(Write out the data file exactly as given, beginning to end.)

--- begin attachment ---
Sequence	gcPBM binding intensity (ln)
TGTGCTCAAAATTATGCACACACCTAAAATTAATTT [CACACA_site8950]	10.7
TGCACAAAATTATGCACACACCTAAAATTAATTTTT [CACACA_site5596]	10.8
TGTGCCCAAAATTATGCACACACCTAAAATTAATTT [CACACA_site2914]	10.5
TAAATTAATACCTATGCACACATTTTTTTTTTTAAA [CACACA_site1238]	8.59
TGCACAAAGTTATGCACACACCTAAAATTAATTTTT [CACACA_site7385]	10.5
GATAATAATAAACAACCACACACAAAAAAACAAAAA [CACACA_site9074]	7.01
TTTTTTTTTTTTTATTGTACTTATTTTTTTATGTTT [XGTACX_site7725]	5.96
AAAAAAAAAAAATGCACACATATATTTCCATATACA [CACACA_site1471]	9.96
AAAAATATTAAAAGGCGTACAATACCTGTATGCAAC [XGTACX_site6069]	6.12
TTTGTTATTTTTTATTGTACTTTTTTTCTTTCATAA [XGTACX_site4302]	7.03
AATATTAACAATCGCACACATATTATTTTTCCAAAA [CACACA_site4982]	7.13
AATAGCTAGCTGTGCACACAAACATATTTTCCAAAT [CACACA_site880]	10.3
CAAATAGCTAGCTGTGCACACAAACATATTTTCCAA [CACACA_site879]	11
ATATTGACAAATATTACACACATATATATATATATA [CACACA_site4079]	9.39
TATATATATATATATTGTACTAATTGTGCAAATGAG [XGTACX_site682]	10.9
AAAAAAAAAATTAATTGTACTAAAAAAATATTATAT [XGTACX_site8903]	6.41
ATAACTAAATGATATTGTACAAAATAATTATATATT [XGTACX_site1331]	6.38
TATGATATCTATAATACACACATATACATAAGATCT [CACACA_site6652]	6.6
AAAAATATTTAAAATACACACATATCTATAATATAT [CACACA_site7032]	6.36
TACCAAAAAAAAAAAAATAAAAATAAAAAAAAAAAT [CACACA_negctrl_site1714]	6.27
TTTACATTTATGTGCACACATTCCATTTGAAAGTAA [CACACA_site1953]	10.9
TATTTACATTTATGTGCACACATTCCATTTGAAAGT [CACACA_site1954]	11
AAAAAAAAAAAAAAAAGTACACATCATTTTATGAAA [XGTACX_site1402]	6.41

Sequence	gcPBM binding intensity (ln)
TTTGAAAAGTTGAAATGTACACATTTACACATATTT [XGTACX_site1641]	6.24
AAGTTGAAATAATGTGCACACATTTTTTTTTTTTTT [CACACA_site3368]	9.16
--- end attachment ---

Sequence	gcPBM binding intensity (ln)
TGTGCTCAAAATTATGCACACACCTAAAATTAATTT [CACACA_site8950]	10.7
TGCACAAAATTATGCACACACCTAAAATTAATTTTT [CACACA_site5596]	10.8
TGTGCCCAAAATTATGCACACACCTAAAATTAATTT [CACACA_site2914]	10.5
TAAATTAATACCTATGCACACATTTTTTTTTTTAAA [CACACA_site1238]	8.59
TGCACAAAGTTATGCACACACCTAAAATTAATTTTT [CACACA_site7385]	10.5
GATAATAATAAACAACCACACACAAAAAAACAAAAA [CACACA_site9074]	7.01
TTTTTTTTTTTTTATTGTACTTATTTTTTTATGTTT [XGTACX_site7725]	5.96
AAAAAAAAAAAATGCACACATATATTTCCATATACA [CACACA_site1471]	9.96
AAAAATATTAAAAGGCGTACAATACCTGTATGCAAC [XGTACX_site6069]	6.12
TTTGTTATTTTTTATTGTACTTTTTTTCTTTCATAA [XGTACX_site4302]	7.03
AATATTAACAATCGCACACATATTATTTTTCCAAAA [CACACA_site4982]	7.13
AATAGCTAGCTGTGCACACAAACATATTTTCCAAAT [CACACA_site880]	10.3
CAAATAGCTAGCTGTGCACACAAACATATTTTCCAA [CACACA_site879]	11
ATATTGACAAATATTACACACATATATATATATATA [CACACA_site4079]	9.39
TATATATATATATATTGTACTAATTGTGCAAATGAG [XGTACX_site682]	10.9
AAAAAAAAAATTAATTGTACTAAAAAAATATTATAT [XGTACX_site8903]	6.41
ATAACTAAATGATATTGTACAAAATAATTATATATT [XGTACX_site1331]	6.38
TATGATATCTATAATACACACATATACATAAGATCT [CACACA_site6652]	6.6
AAAAATATTTAAAATACACACATATCTATAATATAT [CACACA_site7032]	6.36
TACCAAAAAAAAAAAAATAAAAATAAAAAAAAAAAT [CACACA_negctrl_site1714]	6.27
TTTACATTTATGTGCACACATTCCATTTGAAAGTAA [CACACA_site1953]	10.9
TATTTACATTTATGTGCACACATTCCATTTGAAAGT [CACACA_site1954]	11
AAAAAAAAAAAAAAAAGTACACATCATTTTATGAAA [XGTACX_site1402]	6.41

Sequence	gcPBM binding intensity (ln)
TTTGAAAAGTTGAAATGTACACATTTACACATATTT [XGTACX_site1641]	6.24
AAGTTGAAATAATGTGCACACATTTTTTTTTTTTTT [CACACA_site3368]	9.16